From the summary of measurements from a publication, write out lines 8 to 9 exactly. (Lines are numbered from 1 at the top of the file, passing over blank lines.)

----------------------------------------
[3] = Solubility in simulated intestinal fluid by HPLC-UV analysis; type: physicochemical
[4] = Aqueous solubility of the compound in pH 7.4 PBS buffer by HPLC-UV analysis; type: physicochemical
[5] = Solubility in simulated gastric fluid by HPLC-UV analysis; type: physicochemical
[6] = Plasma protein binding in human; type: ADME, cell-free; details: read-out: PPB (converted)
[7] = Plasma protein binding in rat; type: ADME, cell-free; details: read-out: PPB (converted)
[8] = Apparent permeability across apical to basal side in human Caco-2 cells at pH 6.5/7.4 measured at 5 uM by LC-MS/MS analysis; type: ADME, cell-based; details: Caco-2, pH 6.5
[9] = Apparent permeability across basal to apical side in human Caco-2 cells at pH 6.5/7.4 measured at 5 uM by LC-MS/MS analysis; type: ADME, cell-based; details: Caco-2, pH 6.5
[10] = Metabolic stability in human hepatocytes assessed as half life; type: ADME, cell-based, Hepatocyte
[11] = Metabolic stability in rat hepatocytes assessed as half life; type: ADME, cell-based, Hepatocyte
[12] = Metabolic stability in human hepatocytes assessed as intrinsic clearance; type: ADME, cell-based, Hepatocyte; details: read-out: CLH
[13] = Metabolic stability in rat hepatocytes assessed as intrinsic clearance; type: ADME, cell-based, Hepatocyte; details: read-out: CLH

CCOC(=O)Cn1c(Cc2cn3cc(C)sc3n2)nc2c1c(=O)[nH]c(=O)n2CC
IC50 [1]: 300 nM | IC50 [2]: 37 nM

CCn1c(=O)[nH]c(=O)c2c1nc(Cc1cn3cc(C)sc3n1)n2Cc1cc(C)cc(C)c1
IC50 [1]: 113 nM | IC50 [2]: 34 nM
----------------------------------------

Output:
[10] = Metabolic stability in human hepatocytes assessed as half life; type: ADME, cell-based, Hepatocyte
[11] = Metabolic stability in rat hepatocytes assessed as half life; type: ADME, cell-based, Hepatocyte